The cervix is part of a woman’s reproductive system. It is the narrow lower part of the uterus (womb) and opens into the top of the vagina. Cervical cancer is a type of cancer that occurs in the cells of the cervix. Cervical cancer can develop when the abnormal cells of the cervix begin to divide at an accelerated rate compared to the surrounding healthy cells.
This abnormal cell division can penetrate deeper into the layers of the cervix and spread to other tissues and organs. If left untreated, it may form a tumor (which is cervical cancer). It may take several years for normal cells in the cervix to turn into cancer cells. Your doctor can find abnormal cell changes by doing a Pap test to examine cells from the cervix. High-risk HPV types may cause cervical cell abnormalities or cancer.
Causes of Cervical Cancer
The primary cause of most cervical cancers is an infection of the human papillomavirus or HPV. There are over a hundred different types of HPV, but two of them – HPV 16 and 18 – are primarily responsible for most cases of cervical cancer. These HPV types can also cause cancer in other parts of the body, including the anus, vagina, vulva, neck, and head.
Because cervical cancer is so strongly linked to HPV, people at high-risk HPV are also at an increased risk of cervical cancer. Avoidance of HPV infection is important in the prevention of precancerous and cancerous changes of the cervix.
A vaccine to Prevent Cervical Dysplasia and Cervical Cancer
One important step in significantly reducing your chances of dysplasia and cervical cancer is to get HPV vaccine. Vaccinations have been found to prevent the most dangerous strains of HPV, including the strains that are known to cause cervical cancer and genital warts.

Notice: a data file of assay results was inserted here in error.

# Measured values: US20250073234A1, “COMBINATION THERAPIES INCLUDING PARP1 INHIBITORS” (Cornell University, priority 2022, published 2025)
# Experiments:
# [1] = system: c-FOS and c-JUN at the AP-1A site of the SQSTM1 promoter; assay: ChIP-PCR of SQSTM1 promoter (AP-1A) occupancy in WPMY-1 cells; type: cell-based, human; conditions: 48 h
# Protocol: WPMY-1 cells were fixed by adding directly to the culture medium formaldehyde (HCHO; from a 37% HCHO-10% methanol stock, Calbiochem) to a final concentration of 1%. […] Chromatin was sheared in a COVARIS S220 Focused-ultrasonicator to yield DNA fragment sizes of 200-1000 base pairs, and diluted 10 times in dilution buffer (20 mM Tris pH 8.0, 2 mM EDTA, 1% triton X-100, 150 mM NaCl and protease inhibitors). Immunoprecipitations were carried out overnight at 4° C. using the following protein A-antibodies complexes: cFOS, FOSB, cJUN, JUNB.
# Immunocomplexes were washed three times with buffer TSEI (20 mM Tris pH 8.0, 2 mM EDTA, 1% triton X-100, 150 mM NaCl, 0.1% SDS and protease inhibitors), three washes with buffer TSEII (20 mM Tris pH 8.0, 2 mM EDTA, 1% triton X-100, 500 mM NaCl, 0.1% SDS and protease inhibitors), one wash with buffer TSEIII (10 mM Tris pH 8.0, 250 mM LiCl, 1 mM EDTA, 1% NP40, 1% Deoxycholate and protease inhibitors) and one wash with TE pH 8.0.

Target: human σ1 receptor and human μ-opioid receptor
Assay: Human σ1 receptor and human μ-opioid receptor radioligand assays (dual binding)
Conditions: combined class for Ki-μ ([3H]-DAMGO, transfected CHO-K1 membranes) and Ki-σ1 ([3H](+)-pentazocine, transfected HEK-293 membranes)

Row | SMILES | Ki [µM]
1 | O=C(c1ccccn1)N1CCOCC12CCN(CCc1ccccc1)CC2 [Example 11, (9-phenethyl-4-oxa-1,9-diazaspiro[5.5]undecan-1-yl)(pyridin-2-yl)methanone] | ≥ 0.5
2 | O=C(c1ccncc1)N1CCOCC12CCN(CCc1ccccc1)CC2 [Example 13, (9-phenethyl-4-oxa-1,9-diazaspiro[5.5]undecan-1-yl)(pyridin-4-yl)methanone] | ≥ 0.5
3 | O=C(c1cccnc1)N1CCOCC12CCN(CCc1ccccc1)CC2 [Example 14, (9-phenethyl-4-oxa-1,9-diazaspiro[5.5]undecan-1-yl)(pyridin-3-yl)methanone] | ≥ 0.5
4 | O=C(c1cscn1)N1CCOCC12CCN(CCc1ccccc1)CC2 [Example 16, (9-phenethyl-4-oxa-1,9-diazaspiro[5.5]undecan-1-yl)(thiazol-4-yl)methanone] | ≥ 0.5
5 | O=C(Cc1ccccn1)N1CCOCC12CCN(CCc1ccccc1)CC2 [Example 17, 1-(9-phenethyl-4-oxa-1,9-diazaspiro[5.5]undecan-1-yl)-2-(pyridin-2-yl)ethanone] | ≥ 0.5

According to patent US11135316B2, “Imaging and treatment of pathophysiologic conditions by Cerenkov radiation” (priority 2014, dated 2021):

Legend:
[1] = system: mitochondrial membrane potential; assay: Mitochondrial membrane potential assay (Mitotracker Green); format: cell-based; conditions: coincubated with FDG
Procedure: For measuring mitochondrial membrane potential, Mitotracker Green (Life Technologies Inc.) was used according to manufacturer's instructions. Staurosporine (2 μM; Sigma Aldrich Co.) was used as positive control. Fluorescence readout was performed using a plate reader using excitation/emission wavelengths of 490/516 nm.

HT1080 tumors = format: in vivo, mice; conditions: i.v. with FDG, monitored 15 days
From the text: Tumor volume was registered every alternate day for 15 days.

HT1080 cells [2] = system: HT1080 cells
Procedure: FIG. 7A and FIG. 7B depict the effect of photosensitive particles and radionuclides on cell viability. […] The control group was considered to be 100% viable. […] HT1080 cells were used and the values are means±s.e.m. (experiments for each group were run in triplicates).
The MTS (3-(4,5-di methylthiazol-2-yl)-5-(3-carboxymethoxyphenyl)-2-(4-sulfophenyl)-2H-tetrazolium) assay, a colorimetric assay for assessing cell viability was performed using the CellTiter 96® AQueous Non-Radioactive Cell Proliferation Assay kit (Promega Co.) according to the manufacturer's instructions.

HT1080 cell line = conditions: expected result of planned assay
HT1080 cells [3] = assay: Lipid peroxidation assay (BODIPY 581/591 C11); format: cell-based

An HPV test looks for types of HPV that have been linked to cervical cancer. An HPV test can be done on the same cells used for the initial Pap test, called reflex HPV testing.
The Center for Disease Control advises that girls get vaccinated well before they are sexually active – at age 11 or 12. It is strongly recommended for the sole reason that it is currently the safest and most effective method to prevent cervical cancer. Girls and young women over the age of 12 should get vaccinated as well, even if they are already sexually active. It is also recommended that men get vaccinated against HPV.
Some risk factors of cervical cancer include:
- Early initiation of sexual contact/activity
- Multiple sexual partners
- Having a sexual partner, especially a male partner, who has multiple sexual partners
- History of dysplasia
- Family history of cervical cancer
- Some sexually transmitted infections (ex: chlamydia)
- Mother who took DES (diethylstilbestrol) during her pregnancy with you
Signs and Symptoms of Cervical Cancer
Precancerous cells, also known as cervical dysplasia, generally present with no symptoms at all. By the time you are experiencing cervical dysplasia symptoms, it’s likely that the problem has become cancerous and is much more difficult to treat. This is why it is important to always attend your regular pap screenings for early detection.